Nature is always moving forward and manifesting that which is truly new! … By failing to make an experience new, we recycle ourselves into stunted growth patterns. By making such choices, we fall out of synchronicity with the Universe and produce boredom instead of development. Gregge Tiffen (It’s Springtime: Flow With the Power of Nature – March, 2007)
I just returned from the warmer climates of Mississippi and Texas where spring is popping out in all her glory: green grass, green leaves, colorful camellias and azaleas in bloom and even a few early bluebonnets along a Texas roadway.
It was good to leave the snowy landscape and daily tasks of winter behind even though I love the cold, the snow and find joy and satisfaction in living at 8000 feet. Yes, I did miss Cool Hand Luke who stayed behind.
When I was invited to make the trip, I was a little wary. Who would care for Luke and the house? Did I want to step into the hassles of travel? What about _____?
Despite my reservations (or perhaps, excuses), I felt a deep, strong nudge to say ‘yes’. I yielded to that guidance, and the experiences along the way made me grateful that I did.
Starting with my decision to ride the bus and rail to the Denver airport, each day held new experiences. In Mississippi, I met new people and was treated to the best in southern hospitality and cuisine. I walked on and later drove along the beach, discovered new artists, enjoyed colorful Mardi Gras decorations galore, and saw many remnants of Hurricane Katrina, the deadly storm that devastated much of the Gulf coast in 2005.
The Texas leg reconnected me with family and a friend from college that I don’t see often. On a mission to savor some great Texas barbeque, I visited the small town where I worked in my first post-college job. The small ‘joint’ I remembered had moved and expanded, but the rustic ambiance and amazing quality remained four decades later. As we drove away (stuffed and happy), I saw a ‘municipal park’ sign and rediscovered the city park that I helped build in that first job. The park too has grown and changed, but the beauty of nature remains its centerpiece. I found new in the old.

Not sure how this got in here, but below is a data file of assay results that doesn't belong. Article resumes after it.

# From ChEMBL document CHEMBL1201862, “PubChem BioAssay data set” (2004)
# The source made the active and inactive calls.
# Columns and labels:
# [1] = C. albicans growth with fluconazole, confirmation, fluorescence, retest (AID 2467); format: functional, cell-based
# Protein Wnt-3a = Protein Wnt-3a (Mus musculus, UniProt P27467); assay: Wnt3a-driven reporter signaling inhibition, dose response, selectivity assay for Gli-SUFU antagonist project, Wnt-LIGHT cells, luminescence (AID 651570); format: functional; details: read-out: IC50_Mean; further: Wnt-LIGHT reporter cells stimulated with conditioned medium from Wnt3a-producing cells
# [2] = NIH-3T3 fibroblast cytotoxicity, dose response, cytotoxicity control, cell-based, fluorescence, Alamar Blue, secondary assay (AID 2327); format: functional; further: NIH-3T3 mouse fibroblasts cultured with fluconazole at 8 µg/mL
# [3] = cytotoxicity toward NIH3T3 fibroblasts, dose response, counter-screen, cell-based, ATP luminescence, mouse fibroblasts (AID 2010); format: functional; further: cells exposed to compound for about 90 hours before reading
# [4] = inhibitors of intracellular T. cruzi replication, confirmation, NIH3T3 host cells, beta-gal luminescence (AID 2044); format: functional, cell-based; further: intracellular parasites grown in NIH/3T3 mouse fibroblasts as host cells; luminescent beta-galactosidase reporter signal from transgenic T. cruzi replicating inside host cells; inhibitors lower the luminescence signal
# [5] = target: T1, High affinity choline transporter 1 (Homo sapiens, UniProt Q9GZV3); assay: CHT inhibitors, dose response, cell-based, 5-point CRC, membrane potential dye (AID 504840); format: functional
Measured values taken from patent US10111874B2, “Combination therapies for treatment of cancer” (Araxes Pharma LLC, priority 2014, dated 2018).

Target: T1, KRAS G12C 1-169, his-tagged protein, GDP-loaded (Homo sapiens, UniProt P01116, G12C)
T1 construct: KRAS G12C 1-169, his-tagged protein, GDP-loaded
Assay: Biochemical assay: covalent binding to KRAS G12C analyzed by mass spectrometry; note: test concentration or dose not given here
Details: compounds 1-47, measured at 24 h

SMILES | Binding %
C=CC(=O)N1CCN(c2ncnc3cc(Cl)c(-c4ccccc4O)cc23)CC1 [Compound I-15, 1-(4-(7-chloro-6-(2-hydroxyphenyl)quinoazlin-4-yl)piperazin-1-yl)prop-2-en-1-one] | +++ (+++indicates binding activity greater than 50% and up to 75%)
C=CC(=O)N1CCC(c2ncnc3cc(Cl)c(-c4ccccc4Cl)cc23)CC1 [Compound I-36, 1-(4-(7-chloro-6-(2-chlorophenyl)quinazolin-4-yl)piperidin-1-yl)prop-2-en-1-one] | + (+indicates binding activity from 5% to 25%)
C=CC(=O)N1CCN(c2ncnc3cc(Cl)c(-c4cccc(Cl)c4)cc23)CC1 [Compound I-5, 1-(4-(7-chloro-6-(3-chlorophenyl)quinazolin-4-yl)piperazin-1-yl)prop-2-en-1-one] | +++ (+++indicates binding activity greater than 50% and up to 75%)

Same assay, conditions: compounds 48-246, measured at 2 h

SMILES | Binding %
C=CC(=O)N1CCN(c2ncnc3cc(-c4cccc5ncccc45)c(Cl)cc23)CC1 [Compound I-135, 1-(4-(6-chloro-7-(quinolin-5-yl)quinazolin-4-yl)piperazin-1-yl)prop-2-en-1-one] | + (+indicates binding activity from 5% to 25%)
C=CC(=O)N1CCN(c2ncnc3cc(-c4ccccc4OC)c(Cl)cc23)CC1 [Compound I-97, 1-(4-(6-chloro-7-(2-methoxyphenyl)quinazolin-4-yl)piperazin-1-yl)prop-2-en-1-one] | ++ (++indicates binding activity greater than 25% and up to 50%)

When it was time to head home, I was full and ready to return to the mountains I love. In experiencing the new (including the new in the old), I was reminded to make each day’s tasks a new experience – EVERY day.
I’ll recycle paper, glass, plastics, cans and such, but not the experiences that make my life, MY LIFE. While Luke and I frequently walk the same paths, I aim to notice what is new, what is different each day. How much snow has melted? How does the earth feel under my feet? Where is Luke roaming? When I build a fire each morning, I do my best to remember that, when I listen deeply, each piece of wood lets me know when it’s ready to burn. Each fire, each day has a different character.
I aim to put the same attention and intention on EVERY task I undertake and event I engage in. Sometimes I speed up and forget and find myself out of sorts and out of sync, gentle reminders to slow down and make what’s familiar new.
If you find yourself weary, bored or out of sorts this week, pause and consider ‘how can I make this new?’